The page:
Former UN military observer describes unsuccessfull attempts of the UNPROFOR to control the situation in the enclave and to help Bosniaks captured by Mladic’s troops after they entered the area nominally protected by the UN in July 1995

Joseph Kingori, witness in the trial of the officials charged with the crimes in SrebrenicaJoseph Kingori, witness in the trial of the officials charged with the crimes in Srebrenica

Kenyan colonel Joseph Kingori continued his testimony at the trial of the Bosnian Serb military and police officers charged with the crimes in Srebrenica and Zepa. He could do nothing to help the Bosniaks held captive in the ‘white house’ in Potocari, but he at least tried to write down as many of their names as he was able while watching how the army and police put them on buses on 13 July 1995.

‘I told them to shout their names out as loud as they could, although I wasn’t sure I would be able to write them down correctly’, Kingori said. The prisoners were put on the buses without their personal belongings and documents; they had to leave those in front of the ‘white house’. Kingori wanted to have ‘at least some written trace of who these men were’.

Earlier that day Kingori tried to establish what had happened to the Bosniak civilians taken by Serbian soldiers to an area ‘behind some buildings’ in Potocari. They never returned from there. The Dutch Battalion troops that told the military observers about this incident described that gunfire could be heard from the direction where the Bosniaks were taken. As Kingori himself approached the ‘white house’ in attempt to check the situation, he also heard shots but was stopped by some Serbian soldiers and couldn’t determine what was going on.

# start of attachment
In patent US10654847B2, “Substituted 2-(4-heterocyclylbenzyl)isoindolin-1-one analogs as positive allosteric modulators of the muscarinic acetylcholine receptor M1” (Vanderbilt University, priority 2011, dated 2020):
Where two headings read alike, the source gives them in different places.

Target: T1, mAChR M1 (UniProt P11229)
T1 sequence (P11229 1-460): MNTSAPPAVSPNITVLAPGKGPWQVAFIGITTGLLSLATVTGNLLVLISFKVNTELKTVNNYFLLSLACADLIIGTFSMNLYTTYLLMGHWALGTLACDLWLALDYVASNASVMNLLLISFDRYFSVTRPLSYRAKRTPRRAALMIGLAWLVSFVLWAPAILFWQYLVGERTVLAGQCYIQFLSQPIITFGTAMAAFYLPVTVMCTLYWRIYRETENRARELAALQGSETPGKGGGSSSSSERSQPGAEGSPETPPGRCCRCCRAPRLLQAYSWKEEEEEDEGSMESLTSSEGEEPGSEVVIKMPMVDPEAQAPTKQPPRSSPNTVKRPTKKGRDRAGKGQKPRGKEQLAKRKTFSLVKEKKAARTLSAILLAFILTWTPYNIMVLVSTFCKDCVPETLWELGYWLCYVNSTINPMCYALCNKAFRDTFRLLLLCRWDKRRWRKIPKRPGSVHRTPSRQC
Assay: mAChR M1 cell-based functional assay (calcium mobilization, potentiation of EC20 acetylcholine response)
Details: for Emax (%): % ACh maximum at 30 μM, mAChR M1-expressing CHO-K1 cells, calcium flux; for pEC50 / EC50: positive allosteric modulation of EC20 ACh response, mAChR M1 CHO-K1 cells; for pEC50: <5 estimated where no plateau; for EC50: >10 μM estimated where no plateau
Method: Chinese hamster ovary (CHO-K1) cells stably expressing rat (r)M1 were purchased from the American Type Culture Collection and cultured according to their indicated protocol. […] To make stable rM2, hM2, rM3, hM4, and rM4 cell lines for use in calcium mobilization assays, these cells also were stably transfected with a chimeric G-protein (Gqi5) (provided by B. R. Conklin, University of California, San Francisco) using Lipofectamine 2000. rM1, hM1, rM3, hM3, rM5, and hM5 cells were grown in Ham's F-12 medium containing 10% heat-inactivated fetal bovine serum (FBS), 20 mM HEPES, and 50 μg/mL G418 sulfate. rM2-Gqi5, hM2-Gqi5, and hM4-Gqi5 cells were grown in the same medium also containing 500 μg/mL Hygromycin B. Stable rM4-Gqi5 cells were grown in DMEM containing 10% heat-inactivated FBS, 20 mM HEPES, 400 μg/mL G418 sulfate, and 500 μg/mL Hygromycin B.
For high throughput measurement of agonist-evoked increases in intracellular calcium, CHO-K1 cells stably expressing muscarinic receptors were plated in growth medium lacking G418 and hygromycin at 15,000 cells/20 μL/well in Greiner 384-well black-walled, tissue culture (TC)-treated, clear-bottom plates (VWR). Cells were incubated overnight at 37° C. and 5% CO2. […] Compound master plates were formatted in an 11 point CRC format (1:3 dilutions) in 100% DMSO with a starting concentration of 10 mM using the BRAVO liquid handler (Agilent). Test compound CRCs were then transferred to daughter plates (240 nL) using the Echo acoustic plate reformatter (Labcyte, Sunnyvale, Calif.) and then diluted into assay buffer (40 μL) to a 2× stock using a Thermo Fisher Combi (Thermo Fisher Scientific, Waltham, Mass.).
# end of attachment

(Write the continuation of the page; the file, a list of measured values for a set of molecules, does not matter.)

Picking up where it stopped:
[IMAGE]3163[/IMAGE]In one of his reports to the UN commands in Sarajevo and Zagreb, Kingori noted that almost 30,000 people from Srebrenica had gathered in Potocari. Today, the former UN military observer confirmed this, adding that there were about 10,000 people in the Dutch Battalion base in Potocari and twice as many outside.

By the evening of 13 July 1995, there was nobody left except for the UNPROFOR troops, Kingori noted. His colleague Major De Haan wrote in his last report of the day, ‘We are very sorry we weren’t able to do more for the refugees who were asking for help that we couldn’t give them. We really lost the enclave, and our heads’. The UN military observers left the enclave together with the Dutch Battalion on 20 July 1995.

The Kenyan officer, one of the last prosecution witnesses, will continue his evidence in January 2008 after the winter recess. He will be cross-examined by the defense teams of the accused officers. The prosecution is expected to rest its case by 1 February 2008.